“Homing of circulating tumour cells (CTC) at distant sites represents a critical event in metastasis dissemination. In addition to physical entrapment, probably responsible of the majority of the homing events, the vascular system provides with geometrical factors that govern the flow biomechanics and impact on the fate of the CTC. Here we mathematically explored the distribution of velocities and the corresponding streamlines at the bifurcations of large blood vessel and characterized an area of low-velocity at the carina of bifurcation that favours the residence of CTC. In addition to this fluid physics effect, the adhesive capabilities of the CTC provide with a biological competitive advantage resulting in a marginal but systematic arrest as evidenced by dynamic in vitro recirculation in Y-microchannels and by perfusion in in vivo mice models. Our results also demonstrate that viscosity, as a main determinant of the Reynolds number that define flow biomechanics, may be modulated to limit or impair CTC accumulation at the bifurcation of blood vessels, in agreement with the apparent positive effect observed in the clinical setting by anticoagulants in advanced oncology disease.”
“(A) Schematic representation of the distribution of particles and color-coded velocities in the direction of the flow. Note that the particles with highest flow velocity are located in the centre of the channel while those distributed at the walls flow more slowly. (B) Graphical description of the flow-lines distribution at the bifurcation of a representative blood vessel based on the numerical simulations of the mathematical model. The streamlines are color-coded following the value of the velocity in mm/s. (C) Image of the microfluidic Y-chamber connected to the perfusion pump for the in vitro fluidic experiments mimicking a vessel bifurcation. (D, E) Representative fluorescence images of the trajectories of GFP-tagged CTCs in the microfluidic chambers following the high-velocity streamlines from the principal towards the secondary channel (asterisks in panel D), and the minoritarian component following the inertial trajectories towards the low-velocity area at the carina (arrowhead in panel E). The vertex of the bifurcation has been delineated by dashed lines. (F) Arrest of GFP-tagged CTC at the low-velocity area of the bifurcation resulting from the inertial trajectories upon CTC recirculation. (G) Representative sequence of a GFP-tagged CTC illustrating the residence time at the carina (arrowhead), in comparison with the trails resulting from the majoritarian CTC following the high-velocity streamlines (asterisks); the entire sequence lasts one second, as numerically indicated.” Reproduced under Creative Commons Attribution 4.0 International License from Otero-Cacho, A., Carnero, B. et al. Haemodynamic-dependent arrest of circulating tumour cells at large blood vessel bifurcations as new model for metastasis. Sci Rep11, 23231 (2021)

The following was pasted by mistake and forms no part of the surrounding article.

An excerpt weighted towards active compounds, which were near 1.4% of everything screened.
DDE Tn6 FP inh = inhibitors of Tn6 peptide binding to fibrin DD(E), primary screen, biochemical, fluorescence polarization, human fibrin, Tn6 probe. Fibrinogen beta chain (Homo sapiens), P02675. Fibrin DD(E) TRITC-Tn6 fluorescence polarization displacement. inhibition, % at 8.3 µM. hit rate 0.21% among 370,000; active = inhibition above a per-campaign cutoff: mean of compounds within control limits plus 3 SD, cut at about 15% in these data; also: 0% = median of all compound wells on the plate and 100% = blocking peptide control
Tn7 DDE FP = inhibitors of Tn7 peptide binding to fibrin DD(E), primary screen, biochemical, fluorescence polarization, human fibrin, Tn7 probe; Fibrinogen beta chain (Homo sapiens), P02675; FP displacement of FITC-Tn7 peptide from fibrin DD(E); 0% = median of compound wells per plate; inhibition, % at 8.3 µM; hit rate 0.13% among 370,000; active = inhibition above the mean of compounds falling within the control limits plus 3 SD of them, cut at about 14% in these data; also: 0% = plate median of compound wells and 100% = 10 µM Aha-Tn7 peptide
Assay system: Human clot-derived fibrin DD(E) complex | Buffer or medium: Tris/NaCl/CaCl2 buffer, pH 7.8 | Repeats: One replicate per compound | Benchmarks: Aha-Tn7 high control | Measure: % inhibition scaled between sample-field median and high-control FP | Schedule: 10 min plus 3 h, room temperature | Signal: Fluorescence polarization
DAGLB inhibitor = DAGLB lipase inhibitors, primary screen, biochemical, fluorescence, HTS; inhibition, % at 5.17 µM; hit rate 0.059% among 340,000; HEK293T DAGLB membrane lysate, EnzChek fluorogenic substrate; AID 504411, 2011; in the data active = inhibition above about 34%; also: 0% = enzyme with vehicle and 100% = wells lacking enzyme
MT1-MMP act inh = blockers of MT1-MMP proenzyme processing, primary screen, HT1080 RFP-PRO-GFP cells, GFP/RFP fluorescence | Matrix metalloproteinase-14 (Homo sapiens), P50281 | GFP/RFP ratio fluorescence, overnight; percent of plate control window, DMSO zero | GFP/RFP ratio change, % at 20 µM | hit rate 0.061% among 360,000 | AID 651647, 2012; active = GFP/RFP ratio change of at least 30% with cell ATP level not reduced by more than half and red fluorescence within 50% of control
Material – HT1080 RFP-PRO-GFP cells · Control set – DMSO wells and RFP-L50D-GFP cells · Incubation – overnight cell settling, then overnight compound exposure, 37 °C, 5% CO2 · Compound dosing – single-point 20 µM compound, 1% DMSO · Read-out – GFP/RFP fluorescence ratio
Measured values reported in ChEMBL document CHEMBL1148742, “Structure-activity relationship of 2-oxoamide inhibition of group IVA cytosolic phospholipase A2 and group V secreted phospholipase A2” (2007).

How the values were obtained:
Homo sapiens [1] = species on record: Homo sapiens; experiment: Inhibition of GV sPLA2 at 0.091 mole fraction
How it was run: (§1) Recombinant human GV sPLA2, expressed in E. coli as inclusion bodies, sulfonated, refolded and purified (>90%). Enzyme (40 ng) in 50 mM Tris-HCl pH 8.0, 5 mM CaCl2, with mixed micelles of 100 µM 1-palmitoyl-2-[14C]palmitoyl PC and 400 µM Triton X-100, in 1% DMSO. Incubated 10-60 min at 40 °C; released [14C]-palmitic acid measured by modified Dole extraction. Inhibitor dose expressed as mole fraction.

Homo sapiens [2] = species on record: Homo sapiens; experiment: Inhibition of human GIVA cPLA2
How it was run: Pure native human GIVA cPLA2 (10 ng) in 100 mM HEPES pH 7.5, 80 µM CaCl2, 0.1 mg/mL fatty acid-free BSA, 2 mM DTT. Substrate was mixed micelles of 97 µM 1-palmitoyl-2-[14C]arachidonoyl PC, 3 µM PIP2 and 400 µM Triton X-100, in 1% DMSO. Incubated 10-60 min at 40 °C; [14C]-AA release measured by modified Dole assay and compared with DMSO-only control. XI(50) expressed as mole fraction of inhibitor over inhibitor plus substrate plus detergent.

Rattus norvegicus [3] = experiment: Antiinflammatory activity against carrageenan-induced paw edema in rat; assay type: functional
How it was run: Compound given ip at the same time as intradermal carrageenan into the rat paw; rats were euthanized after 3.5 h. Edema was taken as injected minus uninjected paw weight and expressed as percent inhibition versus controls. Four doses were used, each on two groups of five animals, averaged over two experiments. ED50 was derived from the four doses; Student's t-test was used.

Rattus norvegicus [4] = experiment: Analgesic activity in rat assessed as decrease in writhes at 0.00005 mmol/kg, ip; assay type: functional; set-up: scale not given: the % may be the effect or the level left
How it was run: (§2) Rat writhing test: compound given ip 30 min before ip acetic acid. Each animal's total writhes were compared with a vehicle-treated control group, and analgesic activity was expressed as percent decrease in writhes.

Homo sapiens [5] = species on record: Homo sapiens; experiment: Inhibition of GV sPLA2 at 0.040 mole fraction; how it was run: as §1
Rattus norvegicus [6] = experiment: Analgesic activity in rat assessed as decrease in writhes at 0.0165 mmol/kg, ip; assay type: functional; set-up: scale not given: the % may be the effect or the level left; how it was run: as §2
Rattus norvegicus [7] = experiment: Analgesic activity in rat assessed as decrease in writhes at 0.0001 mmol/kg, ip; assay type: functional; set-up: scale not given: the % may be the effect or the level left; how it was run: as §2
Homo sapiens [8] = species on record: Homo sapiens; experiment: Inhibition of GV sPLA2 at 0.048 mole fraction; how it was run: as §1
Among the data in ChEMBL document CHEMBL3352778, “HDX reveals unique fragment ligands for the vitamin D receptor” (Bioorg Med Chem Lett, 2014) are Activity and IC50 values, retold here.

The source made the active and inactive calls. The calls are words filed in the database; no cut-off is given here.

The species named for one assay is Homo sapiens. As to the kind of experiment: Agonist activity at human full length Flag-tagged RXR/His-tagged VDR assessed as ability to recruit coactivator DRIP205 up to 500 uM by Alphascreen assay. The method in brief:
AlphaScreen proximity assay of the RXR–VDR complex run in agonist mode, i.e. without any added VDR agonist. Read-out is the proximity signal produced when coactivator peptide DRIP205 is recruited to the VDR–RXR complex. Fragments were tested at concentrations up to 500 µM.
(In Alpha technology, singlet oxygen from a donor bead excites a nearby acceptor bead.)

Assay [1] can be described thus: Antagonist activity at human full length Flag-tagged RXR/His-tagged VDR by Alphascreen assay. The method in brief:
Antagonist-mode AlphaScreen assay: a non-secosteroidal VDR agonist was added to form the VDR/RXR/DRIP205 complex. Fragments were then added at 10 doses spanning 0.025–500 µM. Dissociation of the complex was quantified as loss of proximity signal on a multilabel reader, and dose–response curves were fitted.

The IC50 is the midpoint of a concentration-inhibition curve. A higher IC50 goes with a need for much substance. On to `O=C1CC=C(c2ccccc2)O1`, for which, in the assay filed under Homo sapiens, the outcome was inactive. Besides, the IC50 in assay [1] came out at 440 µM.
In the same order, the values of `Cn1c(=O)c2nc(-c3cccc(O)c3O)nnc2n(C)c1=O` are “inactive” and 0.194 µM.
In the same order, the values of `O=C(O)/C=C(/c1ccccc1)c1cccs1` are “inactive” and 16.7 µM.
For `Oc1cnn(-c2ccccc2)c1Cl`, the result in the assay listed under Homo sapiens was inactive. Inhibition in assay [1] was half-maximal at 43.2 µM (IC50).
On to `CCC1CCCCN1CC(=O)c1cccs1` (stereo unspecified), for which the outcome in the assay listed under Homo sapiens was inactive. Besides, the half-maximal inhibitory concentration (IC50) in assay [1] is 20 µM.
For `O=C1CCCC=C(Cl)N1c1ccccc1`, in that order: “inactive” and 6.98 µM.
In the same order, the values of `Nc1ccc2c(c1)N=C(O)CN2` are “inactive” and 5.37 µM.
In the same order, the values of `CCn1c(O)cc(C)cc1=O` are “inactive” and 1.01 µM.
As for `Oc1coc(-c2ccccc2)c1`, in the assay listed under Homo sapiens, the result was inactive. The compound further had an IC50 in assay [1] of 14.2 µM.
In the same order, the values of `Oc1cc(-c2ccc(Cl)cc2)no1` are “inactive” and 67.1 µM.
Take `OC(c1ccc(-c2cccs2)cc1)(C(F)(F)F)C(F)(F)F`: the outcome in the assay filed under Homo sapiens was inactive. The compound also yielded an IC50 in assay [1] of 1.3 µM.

Figures and the abstract are reproduced from Casas-Arozamena, C., Otero-Cacho, A., Carnero, B. et al. Haemodynamic-dependent arrest of circulating tumour cells at large blood vessel bifurcations as new model for metastasis. Sci Rep11, 23231 (2021). under Creative Commons Attribution 4.0 International License
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